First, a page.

Articles | Volume 9, issue 4
Atmos. Chem. Phys., 9, 1303–1323, 2009
https://doi.org/10.5194/acp-9-1303-2009
Atmos. Chem. Phys., 9, 1303–1323, 2009
https://doi.org/10.5194/acp-9-1303-2009

  19 Feb 2009

19 Feb 2009

Increasing ozone in marine boundary layer inflow at the west coasts of North America and Europe

D. D. Parrish1, D. B. Millet2, and A. H. Goldstein3 D. D. Parrish et al.
  • 1NOAA Earth System Research Laboratory, Chemical Sciences Division, 325 Broadway R/CSD7, Boulder, CO 80305, USA
  • 2Department of Soil, Water & Climate, University of Minnesota, St. Paul, MN, USA
  • 3Department of Environmental Science, Policy, and Management, University of California, Berkeley, CA, USA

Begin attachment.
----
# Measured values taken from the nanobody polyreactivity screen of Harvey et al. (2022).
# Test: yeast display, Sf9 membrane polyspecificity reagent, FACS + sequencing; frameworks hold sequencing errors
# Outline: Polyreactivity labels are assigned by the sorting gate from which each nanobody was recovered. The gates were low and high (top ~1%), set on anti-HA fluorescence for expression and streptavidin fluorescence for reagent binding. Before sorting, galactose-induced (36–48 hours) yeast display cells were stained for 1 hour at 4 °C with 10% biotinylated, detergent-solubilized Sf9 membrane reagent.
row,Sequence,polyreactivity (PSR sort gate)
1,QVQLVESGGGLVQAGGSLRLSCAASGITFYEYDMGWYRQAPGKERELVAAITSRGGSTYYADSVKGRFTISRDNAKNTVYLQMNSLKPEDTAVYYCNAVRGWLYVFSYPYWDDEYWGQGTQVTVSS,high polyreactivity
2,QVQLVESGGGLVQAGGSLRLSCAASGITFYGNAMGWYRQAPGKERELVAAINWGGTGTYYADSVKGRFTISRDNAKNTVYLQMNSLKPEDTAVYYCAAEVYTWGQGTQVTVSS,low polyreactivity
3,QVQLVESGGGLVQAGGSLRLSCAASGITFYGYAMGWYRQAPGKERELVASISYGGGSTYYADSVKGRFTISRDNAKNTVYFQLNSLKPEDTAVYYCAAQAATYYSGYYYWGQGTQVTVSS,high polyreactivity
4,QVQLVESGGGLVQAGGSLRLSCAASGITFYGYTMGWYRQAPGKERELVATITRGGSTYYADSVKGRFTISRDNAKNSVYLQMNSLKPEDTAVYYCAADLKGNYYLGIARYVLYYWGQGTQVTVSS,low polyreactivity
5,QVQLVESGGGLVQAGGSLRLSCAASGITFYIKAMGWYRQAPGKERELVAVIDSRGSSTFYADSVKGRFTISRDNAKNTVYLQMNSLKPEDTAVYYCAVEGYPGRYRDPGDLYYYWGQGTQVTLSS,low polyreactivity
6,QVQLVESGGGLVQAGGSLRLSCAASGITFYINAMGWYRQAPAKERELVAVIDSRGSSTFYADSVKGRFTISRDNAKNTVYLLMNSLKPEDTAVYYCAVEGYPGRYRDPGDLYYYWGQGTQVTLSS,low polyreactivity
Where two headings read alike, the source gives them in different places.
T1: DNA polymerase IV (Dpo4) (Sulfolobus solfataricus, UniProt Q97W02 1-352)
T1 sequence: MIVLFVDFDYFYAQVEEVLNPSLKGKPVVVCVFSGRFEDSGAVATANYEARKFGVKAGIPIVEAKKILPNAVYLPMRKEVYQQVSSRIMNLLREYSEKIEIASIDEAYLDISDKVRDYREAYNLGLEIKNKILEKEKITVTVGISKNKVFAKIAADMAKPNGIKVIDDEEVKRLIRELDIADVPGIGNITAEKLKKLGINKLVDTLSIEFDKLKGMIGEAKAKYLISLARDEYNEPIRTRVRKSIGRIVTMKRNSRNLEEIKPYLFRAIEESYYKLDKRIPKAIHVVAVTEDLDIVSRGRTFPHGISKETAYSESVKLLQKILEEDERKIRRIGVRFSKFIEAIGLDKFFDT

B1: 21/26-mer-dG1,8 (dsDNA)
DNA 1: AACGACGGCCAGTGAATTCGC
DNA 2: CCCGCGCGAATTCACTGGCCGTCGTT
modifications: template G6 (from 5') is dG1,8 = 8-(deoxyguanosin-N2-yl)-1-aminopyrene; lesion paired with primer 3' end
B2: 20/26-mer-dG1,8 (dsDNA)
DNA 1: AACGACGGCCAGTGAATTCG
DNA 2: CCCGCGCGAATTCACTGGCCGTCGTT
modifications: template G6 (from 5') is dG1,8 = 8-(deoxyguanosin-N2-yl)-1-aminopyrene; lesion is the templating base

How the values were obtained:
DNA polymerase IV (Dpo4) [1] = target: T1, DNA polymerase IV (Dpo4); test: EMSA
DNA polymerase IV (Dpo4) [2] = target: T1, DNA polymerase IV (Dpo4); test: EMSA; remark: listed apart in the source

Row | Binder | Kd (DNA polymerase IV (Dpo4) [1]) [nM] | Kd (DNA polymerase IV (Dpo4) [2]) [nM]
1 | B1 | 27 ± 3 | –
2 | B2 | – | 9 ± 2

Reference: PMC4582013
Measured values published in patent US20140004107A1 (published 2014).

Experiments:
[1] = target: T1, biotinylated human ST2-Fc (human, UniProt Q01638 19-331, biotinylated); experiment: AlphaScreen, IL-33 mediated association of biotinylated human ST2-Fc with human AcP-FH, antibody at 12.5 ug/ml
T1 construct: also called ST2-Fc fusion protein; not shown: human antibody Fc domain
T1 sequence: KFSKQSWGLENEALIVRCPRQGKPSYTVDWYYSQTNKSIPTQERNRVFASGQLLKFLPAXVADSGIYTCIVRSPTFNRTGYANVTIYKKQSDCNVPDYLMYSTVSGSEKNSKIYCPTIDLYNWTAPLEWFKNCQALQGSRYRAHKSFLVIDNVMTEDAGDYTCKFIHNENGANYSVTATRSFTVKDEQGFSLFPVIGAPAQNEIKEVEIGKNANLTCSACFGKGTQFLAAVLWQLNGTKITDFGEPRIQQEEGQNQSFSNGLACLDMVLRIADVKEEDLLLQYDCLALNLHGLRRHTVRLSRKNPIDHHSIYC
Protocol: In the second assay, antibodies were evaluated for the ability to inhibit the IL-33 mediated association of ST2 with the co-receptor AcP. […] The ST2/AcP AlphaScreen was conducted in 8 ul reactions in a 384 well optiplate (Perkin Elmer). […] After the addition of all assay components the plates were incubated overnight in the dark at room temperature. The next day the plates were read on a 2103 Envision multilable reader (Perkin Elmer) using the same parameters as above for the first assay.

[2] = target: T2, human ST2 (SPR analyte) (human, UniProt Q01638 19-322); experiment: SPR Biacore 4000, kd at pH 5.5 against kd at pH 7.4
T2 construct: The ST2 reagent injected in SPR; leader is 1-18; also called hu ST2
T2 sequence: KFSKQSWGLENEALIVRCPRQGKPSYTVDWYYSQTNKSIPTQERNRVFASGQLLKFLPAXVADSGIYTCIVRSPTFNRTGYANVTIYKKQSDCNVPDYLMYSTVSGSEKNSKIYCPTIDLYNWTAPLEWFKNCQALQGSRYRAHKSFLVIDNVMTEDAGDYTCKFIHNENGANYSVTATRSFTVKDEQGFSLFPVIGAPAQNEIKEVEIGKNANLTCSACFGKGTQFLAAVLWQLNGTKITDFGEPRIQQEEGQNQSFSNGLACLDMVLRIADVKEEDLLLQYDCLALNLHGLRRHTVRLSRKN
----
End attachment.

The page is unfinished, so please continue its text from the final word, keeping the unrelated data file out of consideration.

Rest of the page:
Abstract. An effective method is presented for determining the ozone (O3) mixing ratio in the onshore flow of marine air at the North American west coast. By combining the data available from all marine boundary layer (MBL) sites with simultaneous wind data, decadal temporal trends of MBL O3 in all seasons are established with high precision. The average springtime temporal trend over the past two decades is 0.46 ppbv/yr with a 95% confidence limit of 0.13 ppbv/yr, and statistically significant trends are found for all seasons except autumn, which does have a significantly smaller trend than other seasons. The average trend in mean annual ozone is 0.34±0.09 ppbv/yr. These decadal trends at the North American west coast present a striking comparison and contrast with the trends reported for the European west coast at Mace Head, Ireland. The trends in the winter, spring and summer seasons compare well at the two locations, while the Mace Head trend is significantly greater in autumn. Even though the trends are similar, the absolute O3 mixing ratios differ markedly, with the marine air arriving at Europe in all seasons containing 7±2 ppbv higher ozone than marine air arriving at North America. Further, the ozone mixing ratios at the North American west coast show no indication of stabilizing as has been reported for Mace Head. In a larger historical context the background boundary layer O3 mixing ratios over the 130 years covered by available data have increased substantially (by a factor of two to three), and this increase continues at present, at least in the MBL of the Pacific coast region of North America. The reproduction of the increasing trends in MBL O3 over the past two decades, as well as the difference in the O3 mixing ratios between the two coastal regions will present a significant challenge for global chemical transport models. Further, the ability of the models to at least semi-quantitatively reproduce the longer-term, historical trends may an even greater challenge.

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